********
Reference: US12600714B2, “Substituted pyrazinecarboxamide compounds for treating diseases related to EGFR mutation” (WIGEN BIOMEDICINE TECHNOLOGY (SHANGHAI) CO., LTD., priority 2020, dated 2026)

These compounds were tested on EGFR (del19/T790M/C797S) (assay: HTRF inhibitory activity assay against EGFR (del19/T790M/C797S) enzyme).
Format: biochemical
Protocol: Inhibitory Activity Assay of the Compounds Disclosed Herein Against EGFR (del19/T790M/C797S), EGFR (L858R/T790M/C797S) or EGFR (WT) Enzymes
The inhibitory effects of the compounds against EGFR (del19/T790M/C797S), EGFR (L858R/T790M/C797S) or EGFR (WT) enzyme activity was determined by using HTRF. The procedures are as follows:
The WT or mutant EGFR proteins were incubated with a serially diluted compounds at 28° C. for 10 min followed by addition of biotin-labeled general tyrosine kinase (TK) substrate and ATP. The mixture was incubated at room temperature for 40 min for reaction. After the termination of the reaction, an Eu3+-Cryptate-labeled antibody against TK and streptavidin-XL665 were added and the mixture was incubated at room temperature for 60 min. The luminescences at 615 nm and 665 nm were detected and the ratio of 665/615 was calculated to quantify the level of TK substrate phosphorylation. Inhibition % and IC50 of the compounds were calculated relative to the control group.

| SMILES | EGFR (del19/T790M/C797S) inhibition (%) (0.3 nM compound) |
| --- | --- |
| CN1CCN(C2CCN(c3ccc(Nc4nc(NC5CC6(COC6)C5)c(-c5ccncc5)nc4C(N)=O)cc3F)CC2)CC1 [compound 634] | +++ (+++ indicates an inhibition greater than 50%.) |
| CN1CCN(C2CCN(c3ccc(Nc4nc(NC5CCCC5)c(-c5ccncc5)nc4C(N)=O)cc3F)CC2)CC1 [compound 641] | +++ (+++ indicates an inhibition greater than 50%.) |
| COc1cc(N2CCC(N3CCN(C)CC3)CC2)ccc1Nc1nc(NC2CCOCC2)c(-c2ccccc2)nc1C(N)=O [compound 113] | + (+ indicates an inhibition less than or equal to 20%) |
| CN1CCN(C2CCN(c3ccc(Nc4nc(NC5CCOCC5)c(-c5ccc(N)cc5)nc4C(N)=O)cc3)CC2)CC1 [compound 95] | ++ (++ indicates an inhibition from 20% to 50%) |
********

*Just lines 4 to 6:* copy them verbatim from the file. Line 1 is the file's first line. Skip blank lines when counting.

Protocol: Inhibitory Activity Assay of the Compounds Disclosed Herein Against EGFR (del19/T790M/C797S), EGFR (L858R/T790M/C797S) or EGFR (WT) Enzymes
The inhibitory effects of the compounds against EGFR (del19/T790M/C797S), EGFR (L858R/T790M/C797S) or EGFR (WT) enzyme activity was determined by using HTRF. The procedures are as follows:
The WT or mutant EGFR proteins were incubated with a serially diluted compounds at 28° C. for 10 min followed by addition of biotin-labeled general tyrosine kinase (TK) substrate and ATP. The mixture was incubated at room temperature for 40 min for reaction. After the termination of the reaction, an Eu3+-Cryptate-labeled antibody against TK and streptavidin-XL665 were added and the mixture was incubated at room temperature for 60 min. The luminescences at 615 nm and 665 nm were detected and the ratio of 665/615 was calculated to quantify the level of TK substrate phosphorylation. Inhibition % and IC50 of the compounds were calculated relative to the control group.